Question: how many of you were brought up in an environment where a genuine apology was not only discussed but exemplified? For those who did, I commend your exceptional upbringing. For others, I share the same narrative.
It’s a curious paradox, isn’t it? Apologies are essential in relationships, yet many struggle to offer them sincerely.
Reflecting on my own relationship hiccups, I can see that most of the breakdowns weren’t due to the initial conflicts, but rather the post-conflict absence of apologies.
But what stops us from apologizing? Here are some answers:
1. Defensiveness and the shame spiral
Feeling wrong “feels bad.” The emphasis here is on the sensation of “feeling wrong.” When someone informs us that we’ve hurt them, our defensiveness acts as a shield, protecting us from the discomfort of admitting our fault. It prevents us from confronting feelings of shame, which can leave us staggered.
Living in a world that encourages us to shun unpleasant feelings, it’s not surprising that many of us struggle with managing uncomfortable emotions within ourselves.
2. Preserving self-worth
Accepting my faults could imply that I’m a bad person. This is a pattern I’ve often noticed in people who tend to avoid apologies. Their self-worth and value are entangled in their self-perception. If they acknowledge their mistakes, it’s as if they’re confirming their deepest fear: “I’m just not good enough.” Their self-esteem is precariously balanced, and an apology might just be the gust that tips them over.
If self-worth isn’t seen from a broader vantage point, it’s unlikely someone will be able to extend the apology.
3. Stunted emotional maturity
Age does not equal wisdom.
I used to believe that getting older implied growing wiser. However, my entrance into the professional world led to a startling revelation: emotional maturity isn’t merely a byproduct of time, but rather results from intentional self-reflection, a sincere desire for personal growth, and the courage to confront one’s own shortcomings.
Emotional maturity is not a birthright granted with each passing year, but rather the product of diligent effort.
It’s also important to relate that saying sorry is more than just saying the words. It requires emotional courage, a willingness to admit mistakes, and maturity that extends beyond age.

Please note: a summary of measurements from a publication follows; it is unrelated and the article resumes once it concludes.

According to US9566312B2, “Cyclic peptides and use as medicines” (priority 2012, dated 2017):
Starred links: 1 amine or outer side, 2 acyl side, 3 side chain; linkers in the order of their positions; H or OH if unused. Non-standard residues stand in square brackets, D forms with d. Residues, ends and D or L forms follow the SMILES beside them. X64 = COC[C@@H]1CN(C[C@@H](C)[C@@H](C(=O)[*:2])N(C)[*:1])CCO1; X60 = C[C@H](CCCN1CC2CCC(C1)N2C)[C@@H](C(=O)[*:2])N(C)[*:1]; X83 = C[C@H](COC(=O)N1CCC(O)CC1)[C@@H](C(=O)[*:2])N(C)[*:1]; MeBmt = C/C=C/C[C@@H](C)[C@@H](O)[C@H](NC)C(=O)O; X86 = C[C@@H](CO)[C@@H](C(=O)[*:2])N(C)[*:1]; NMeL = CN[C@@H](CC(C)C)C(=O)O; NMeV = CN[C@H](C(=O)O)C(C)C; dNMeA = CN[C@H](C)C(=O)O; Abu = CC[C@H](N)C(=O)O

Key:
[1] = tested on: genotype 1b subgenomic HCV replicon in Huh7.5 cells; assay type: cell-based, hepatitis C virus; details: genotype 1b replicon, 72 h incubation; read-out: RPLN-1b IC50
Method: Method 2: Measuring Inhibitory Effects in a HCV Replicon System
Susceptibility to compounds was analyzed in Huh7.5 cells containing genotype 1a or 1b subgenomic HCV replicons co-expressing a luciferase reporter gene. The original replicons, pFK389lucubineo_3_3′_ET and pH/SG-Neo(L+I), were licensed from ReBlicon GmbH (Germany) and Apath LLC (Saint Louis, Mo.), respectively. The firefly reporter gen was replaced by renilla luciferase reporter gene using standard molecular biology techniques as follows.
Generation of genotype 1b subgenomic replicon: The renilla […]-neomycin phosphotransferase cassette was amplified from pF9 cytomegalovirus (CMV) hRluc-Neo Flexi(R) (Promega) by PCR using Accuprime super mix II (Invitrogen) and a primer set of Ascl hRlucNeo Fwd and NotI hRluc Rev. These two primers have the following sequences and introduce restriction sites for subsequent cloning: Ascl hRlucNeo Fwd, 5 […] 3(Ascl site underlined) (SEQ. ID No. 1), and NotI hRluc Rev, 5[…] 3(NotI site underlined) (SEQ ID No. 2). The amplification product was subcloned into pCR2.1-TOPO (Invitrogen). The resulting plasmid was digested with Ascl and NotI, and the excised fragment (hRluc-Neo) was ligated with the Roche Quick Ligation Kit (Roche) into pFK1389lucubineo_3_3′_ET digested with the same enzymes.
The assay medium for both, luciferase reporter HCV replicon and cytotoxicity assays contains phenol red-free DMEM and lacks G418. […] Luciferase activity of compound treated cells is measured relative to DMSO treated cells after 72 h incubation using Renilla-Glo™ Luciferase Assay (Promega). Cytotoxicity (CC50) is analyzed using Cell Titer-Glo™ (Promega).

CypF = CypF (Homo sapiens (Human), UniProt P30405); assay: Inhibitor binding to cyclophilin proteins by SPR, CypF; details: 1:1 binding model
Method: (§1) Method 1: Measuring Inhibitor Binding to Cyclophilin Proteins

Overcoming the barriers that prevent us from apologizing — defensiveness, self-worth, and a lack of emotional maturity — requires consistent self-reflection, a sincere desire to improve, and the courage to face ourselves.
Now, what will it take for you to finally offer that apology?
Kiran Narang is a seasoned coach and dedicated family enterprise advisor dedicated to empowering the next generation of family business successors. Her unique insights into personal identity and familial dynamics are honed from a decade-long tenure as a probation officer. This experience grants her the ability to guide individuals through the complex maze of family dynamics with both empathy and assertiveness. Kiran currently applies her deep understanding in navigating the intricacies of family enterprise at Next Step Advisors.
About the Author, Kiran Narang
Author, Family Enterprise Advisor, Family Executive Coach
Kiran Narang has more than two decades of experience as a coach, mentor, and forum facilitator. Her genuine curiosity and supportive style allow her to provide effective support to individuals and families, assisting in succession planning, personal coaching, and next-generation career development.
Kiran’s foundational skills were developed during her 10 years as a Probation Officer in Vancouver, British Columbia where she acquired valuable skills in interpersonal relationship dynamics, counseling techniques, and forum facilitation.
Kiran has been mentored by David Bentall, the founder of Next Step Advisors, for the last several years where she has been actively involved in facilitating family meetings, developing next-generation career plans, recruiting board members, and providing individual coaching services.
Kiran holds a B.A.(Hons.) in Sociology and certifications in Family Enterprise Advising (FEA), Professional Coaching, and Positive Psychology.